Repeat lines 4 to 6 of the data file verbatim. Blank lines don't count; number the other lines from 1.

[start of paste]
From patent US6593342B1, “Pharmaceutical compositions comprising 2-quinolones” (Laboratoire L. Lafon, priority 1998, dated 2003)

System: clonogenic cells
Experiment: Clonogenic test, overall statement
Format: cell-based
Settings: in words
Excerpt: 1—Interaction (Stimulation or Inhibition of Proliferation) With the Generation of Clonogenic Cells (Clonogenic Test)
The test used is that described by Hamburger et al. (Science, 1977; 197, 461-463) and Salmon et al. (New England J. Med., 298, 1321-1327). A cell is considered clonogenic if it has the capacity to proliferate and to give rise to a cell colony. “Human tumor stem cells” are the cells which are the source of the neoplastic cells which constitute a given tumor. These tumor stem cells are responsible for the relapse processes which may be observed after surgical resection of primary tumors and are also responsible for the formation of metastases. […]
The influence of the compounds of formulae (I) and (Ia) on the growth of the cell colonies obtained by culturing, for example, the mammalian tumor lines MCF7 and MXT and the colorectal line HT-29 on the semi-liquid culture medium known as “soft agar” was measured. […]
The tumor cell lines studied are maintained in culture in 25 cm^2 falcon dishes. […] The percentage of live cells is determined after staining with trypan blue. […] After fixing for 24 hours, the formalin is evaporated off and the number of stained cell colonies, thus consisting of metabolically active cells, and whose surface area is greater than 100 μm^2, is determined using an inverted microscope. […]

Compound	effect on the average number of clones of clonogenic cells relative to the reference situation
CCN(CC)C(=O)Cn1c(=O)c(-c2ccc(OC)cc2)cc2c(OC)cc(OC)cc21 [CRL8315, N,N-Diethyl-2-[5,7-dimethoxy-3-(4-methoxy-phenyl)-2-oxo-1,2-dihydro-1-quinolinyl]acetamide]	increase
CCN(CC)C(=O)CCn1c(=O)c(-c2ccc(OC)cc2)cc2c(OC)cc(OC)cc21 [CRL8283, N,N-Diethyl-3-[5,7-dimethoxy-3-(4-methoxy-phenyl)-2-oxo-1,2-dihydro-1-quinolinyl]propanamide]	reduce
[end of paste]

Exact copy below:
Format: cell-based
Settings: in words
Excerpt: 1—Interaction (Stimulation or Inhibition of Proliferation) With the Generation of Clonogenic Cells (Clonogenic Test)